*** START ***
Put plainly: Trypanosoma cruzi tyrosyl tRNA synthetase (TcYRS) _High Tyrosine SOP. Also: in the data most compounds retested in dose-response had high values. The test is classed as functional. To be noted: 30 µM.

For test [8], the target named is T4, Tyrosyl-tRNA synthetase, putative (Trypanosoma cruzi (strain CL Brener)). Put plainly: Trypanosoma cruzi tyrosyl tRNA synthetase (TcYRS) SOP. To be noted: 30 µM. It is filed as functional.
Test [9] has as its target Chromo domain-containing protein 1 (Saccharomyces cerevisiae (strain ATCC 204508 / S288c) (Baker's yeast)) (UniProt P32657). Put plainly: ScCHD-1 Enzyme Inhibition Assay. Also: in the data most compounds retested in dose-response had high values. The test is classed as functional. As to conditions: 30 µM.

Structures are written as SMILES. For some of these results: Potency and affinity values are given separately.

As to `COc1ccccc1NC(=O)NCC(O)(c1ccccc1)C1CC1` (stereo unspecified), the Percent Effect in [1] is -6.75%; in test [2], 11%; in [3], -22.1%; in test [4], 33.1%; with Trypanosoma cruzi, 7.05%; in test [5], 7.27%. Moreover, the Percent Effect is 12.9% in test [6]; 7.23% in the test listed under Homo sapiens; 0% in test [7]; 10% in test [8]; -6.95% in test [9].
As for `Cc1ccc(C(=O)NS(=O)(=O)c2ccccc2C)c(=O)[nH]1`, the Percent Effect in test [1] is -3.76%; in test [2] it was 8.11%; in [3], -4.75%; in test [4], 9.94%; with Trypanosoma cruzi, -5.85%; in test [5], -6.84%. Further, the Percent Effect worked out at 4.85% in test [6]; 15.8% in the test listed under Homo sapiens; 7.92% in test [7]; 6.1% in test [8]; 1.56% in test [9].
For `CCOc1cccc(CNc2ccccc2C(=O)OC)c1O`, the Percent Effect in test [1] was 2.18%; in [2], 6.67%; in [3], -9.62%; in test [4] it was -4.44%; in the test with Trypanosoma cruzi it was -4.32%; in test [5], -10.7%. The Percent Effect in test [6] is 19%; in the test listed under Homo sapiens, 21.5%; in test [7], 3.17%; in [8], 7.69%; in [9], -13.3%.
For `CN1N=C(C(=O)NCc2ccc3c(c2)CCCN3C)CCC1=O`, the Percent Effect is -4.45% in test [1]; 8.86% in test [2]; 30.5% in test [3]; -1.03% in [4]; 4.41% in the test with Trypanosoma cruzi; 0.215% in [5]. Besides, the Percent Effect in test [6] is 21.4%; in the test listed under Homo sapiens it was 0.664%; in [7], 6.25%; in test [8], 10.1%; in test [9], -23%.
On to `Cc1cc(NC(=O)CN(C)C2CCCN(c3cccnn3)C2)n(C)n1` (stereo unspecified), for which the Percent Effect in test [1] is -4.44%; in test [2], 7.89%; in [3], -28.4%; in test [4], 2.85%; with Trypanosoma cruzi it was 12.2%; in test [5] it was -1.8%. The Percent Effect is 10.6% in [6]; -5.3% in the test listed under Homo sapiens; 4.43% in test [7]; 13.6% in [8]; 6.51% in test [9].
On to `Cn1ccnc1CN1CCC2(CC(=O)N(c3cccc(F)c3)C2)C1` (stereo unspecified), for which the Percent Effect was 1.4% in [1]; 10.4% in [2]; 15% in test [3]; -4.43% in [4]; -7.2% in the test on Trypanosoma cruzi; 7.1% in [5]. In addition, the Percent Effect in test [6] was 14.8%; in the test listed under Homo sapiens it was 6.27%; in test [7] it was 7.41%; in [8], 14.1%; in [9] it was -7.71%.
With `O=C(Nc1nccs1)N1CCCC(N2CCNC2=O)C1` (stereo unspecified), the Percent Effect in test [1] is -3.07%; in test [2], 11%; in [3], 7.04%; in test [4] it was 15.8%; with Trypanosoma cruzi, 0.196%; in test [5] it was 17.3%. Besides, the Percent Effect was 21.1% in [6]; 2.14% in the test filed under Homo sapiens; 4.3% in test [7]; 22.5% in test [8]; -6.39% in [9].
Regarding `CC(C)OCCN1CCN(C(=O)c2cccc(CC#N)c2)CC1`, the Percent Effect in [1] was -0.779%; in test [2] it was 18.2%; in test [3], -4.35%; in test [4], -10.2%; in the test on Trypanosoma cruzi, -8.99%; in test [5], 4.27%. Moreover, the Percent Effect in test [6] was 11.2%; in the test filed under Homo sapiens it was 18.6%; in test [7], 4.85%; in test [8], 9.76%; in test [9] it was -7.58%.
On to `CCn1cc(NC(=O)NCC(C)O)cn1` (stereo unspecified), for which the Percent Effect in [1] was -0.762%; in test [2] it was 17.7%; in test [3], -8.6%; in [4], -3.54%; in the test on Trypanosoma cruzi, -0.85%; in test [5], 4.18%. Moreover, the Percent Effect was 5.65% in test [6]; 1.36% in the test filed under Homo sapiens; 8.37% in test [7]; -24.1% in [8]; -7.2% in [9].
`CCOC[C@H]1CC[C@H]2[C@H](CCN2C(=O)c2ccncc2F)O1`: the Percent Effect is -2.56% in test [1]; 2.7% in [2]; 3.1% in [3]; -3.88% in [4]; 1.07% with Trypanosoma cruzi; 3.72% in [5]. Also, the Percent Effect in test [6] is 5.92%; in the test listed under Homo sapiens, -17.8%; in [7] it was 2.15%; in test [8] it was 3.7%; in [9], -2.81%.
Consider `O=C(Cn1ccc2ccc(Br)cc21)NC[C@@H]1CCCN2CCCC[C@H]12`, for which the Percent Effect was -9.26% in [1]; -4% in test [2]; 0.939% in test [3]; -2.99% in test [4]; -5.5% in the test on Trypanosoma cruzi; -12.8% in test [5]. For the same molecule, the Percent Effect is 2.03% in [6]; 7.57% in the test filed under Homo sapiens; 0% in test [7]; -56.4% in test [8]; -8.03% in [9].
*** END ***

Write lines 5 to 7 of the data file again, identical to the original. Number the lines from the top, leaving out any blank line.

As to `COc1ccccc1NC(=O)NCC(O)(c1ccccc1)C1CC1` (stereo unspecified), the Percent Effect in [1] is -6.75%; in test [2], 11%; in [3], -22.1%; in test [4], 33.1%; with Trypanosoma cruzi, 7.05%; in test [5], 7.27%. Moreover, the Percent Effect is 12.9% in test [6]; 7.23% in the test listed under Homo sapiens; 0% in test [7]; 10% in test [8]; -6.95% in test [9].
As for `Cc1ccc(C(=O)NS(=O)(=O)c2ccccc2C)c(=O)[nH]1`, the Percent Effect in test [1] is -3.76%; in test [2] it was 8.11%; in [3], -4.75%; in test [4], 9.94%; with Trypanosoma cruzi, -5.85%; in test [5], -6.84%. Further, the Percent Effect worked out at 4.85% in test [6]; 15.8% in the test listed under Homo sapiens; 7.92% in test [7]; 6.1% in test [8]; 1.56% in test [9].
For `CCOc1cccc(CNc2ccccc2C(=O)OC)c1O`, the Percent Effect in test [1] was 2.18%; in [2], 6.67%; in [3], -9.62%; in test [4] it was -4.44%; in the test with Trypanosoma cruzi it was -4.32%; in test [5], -10.7%. The Percent Effect in test [6] is 19%; in the test listed under Homo sapiens, 21.5%; in test [7], 3.17%; in [8], 7.69%; in [9], -13.3%.